The Book of Eli
Starring Denzel Washington, Gary Oldman, Mila Kunis, Ray Stevenson and Jennifer Beals. Directed by The Hughes Brothers. Now, I say this is "slightly lighter" than the Road, but don't think that makes this much easier. Whereas The Road is a story of survival, The Book of Eli is the story of a man on a Mission.

Washington plays Eli, a combination preacher and warrior monk who is on a road of his own. Eli has the titular Book in his possession and he has been told by an internal voice (maybe God?) that he has to take it West. As he walks down the road he shows off his lightning fast, brutal survival skills against a biker gang intent on robbing him. This is not some gentle traveller, this is a defender of his task.

Eventually, Eli arrives in a town ran by Carnegie, played by the always impressive Gary Oldman. Carnegie and his right hand man Redridge (Stevenson) have been on the look out for the Book, using roving gangs to rob and murder other travellers seeking it. Also in town is the attractive (and far too naive for the circumstances) water girl played by Kunis and her blind mom played by Beals. As you can expect, Carnegie wants the book, Eli doesn't want to give it up, Kunis is drawn to the mysterious stranger and leaves town with him, gunfights, heads do roll, battle for the book and a rather nifty outcome.

I liked this more than I expected to. Rotten Tomatoes only rated this at 47%, but I would rate it closer to around 75%. The general story was straight forward and sensible. Washington and Oldman are two of the finest actors in the business today and do a good job here. Kunis is, as I mentioned, too naive but is good in her role. There are also a number of cameos from folks like Michael Gambon, Tom Waits and Malcolm McDowell. There are also nice details to post-apocalyptic life and a few shout outs to other "disaster movies" like the poster hanging on the wall of Eli's room for A Boy and His Dog. This is a pretty fun movie that I'd like to say more about, but there are some pretty important spoilers here that you should see for yourself.

Overall, I recommend both movies. As film, I think The Road is a better movie and it is certainly bleaker, but both provide enjoyable viewing and make me happy that the end of the world hasn't happened around here. Yet.

Wednesday, June 16, 2010

Indulgence: Think of it as a quality 20 course dinner with unlimited wine for 50 dollars

Monday night my wife and I attended Indulgence 2010 at the Delta South Hotel. Indulgence is a dining experience put on by Slow Food Edmonton who partner innovative local chefs with local farms, ranches and producers to create some excellent items. These items are paired with Canadian wineries (and one beer brewery) to create an awesome dining experience.

After you have checked in and been given your guidebook and biodegradable plastic fork (yes, concern for the environment was also considered), and picked up your wine glass (which you reused, but water was provided to clean the glass at each station), you entered a large ballroom with 20 different stations, each with a food item and winery partner. You move from station to station, trying the food and sampling the wine, talking with the chefs, ranchers, wine experts and then move on to the next station. There was also a silent auction and raffle with money raised going to The Junior League of Edmonton which is an organization of women committed to promoting volunteerism and community improvement (although I think it would also make the name for a kick-ass group of superhero midgets, but I digress).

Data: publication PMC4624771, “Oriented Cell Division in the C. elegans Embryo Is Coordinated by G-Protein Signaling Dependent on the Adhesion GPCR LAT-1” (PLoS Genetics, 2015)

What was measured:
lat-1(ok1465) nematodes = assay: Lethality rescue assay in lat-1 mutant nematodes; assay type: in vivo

I have broken up the 20 items into 4 tiers with the top tier being best and tier 4 being the least enjoyable (but still pretty darned good). I won't really go into the drink much as I want to concentrate on the food that was offered. And finally, at the bottom, is my choice for what I thought was the best item available. (Please forgive my pictures, I missed a few but did the best a low quality camera used by a man full of wine in a crowded ballroom could do). Keep in mind the ranches, merchants, etc named in the food below are all local merchants and can usually be found at local Farmer's Markets or nearby. Keep an eye out for them.

Tier 1

Bison brisket slow cooked in a balsamic Barbecue sauce served on a biscuit with horseradish-spiced marinated onions. This was from the chefs from Culina. The onions complimented the brisket wonderfully and the biscuit was small and light.

Braised Irving's Farm Fresh Bacon with a confit of Granny Smith apple, peach and sour cherry bacon jam garnished with taro root frittes. Made by the chefs from LUX Steakhouse. I have raved in a previous blog about Irving's Farm bacon. This was thick cut belly bacon, done until fork tender with the fruit jam accenting the delicious bacon-ness.

Cranberry basil Highwood Crossing organic oats oatmeal cookie served with a lime tequila aioli. From the Blue Chair Cafe. Totally unexpected treat. A simple (but tasty) cookie elevated with an amazing aioli. This station was also paired with Edmonton's Alley Cat Brewery and offered 4 different beer selections, making it stand out amongst the wineries.

Green Eggs and Ham duck egg quiche with heritage greens pesto and duck ham. From Moriarty's Bistro. This was a light, airy quiche topped with their farm greens as a pesto and a slice of duck ham (they call dam). Truly greens, eggs and ham.

Greens with blueberries, red onion, pumpkin and hemp seeds tossed in Lola Canola honey poppy seed chili vinaigrette. From Skinny Legs & Cowgirls. A seemingly simple salad that was elevated by fresh blueberries and an amazing dressing lightly used.

Pulled Berkshire pork chili with a blueberry buttermilk cake and a salt-roasted shallot and smoked cheddar cream. From Tzin Wine & Tapas. Pork again provided by those smart people at Irving's Farm Fresh, this time as a delicious chili packed with flavor and mild heat that was deliciously off-set by the cream on top.

Tier 2

Waskwei Creek White Tail Venison smokie with blueberry relish. From 4404 Restaurant (Delta Edmonton South Hotel). A deliciously little "hot dog" smokie with a ton of flavor that went well with the blueberry relish.

Paddle River Elk tenderloin wrapped in boar bacon with chocolate jus, chokecherry glaze, and an Alberta wild rice crisp. From Creations Dining Room in the Sawridge Hotel. The very tender meat served on a crispy rice cake was certainly delicious, but maybe a bit too much going on to let the product stand out.